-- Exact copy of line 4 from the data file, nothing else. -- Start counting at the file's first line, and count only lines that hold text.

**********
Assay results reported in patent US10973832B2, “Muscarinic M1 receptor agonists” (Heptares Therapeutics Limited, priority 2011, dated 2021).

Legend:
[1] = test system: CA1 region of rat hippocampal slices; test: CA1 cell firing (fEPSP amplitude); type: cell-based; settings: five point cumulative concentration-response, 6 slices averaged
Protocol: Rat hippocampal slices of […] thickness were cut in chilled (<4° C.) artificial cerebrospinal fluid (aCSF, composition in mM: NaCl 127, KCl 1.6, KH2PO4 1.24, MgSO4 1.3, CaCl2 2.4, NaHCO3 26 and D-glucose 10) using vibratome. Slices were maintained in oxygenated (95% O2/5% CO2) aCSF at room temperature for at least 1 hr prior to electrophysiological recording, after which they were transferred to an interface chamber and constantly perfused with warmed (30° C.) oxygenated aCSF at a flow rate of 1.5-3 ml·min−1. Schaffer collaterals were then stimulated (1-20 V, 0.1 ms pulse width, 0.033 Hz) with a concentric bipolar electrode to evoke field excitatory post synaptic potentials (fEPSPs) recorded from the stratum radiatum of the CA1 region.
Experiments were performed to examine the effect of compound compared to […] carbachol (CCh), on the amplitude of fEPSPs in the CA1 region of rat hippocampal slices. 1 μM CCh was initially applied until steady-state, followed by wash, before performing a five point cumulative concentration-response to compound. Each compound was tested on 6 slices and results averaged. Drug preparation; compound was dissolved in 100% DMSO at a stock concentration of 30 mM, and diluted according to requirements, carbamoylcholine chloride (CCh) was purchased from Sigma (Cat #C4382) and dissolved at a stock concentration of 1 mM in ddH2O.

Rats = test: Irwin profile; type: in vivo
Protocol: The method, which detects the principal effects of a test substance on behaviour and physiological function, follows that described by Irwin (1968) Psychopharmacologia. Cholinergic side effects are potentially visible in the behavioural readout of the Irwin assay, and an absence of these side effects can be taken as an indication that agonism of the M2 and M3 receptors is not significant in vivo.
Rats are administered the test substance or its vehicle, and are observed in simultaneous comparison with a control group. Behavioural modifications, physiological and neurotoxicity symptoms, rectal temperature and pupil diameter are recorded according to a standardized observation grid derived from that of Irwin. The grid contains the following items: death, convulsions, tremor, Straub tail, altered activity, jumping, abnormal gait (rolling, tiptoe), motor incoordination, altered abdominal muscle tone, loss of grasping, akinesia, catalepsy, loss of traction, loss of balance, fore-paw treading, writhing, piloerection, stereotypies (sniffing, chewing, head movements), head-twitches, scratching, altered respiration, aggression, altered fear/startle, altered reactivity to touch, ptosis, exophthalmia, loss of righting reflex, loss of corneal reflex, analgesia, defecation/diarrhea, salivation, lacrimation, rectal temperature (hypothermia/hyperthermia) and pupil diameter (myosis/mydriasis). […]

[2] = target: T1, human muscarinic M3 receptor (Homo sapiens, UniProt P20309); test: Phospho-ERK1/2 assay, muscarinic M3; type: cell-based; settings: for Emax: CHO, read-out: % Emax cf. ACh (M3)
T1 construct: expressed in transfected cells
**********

Protocol: Rat hippocampal slices of […] thickness were cut in chilled (<4° C.) artificial cerebrospinal fluid (aCSF, composition in mM: NaCl 127, KCl 1.6, KH2PO4 1.24, MgSO4 1.3, CaCl2 2.4, NaHCO3 26 and D-glucose 10) using vibratome. Slices were maintained in oxygenated (95% O2/5% CO2) aCSF at room temperature for at least 1 hr prior to electrophysiological recording, after which they were transferred to an interface chamber and constantly perfused with warmed (30° C.) oxygenated aCSF at a flow rate of 1.5-3 ml·min−1. Schaffer collaterals were then stimulated (1-20 V, 0.1 ms pulse width, 0.033 Hz) with a concentric bipolar electrode to evoke field excitatory post synaptic potentials (fEPSPs) recorded from the stratum radiatum of the CA1 region.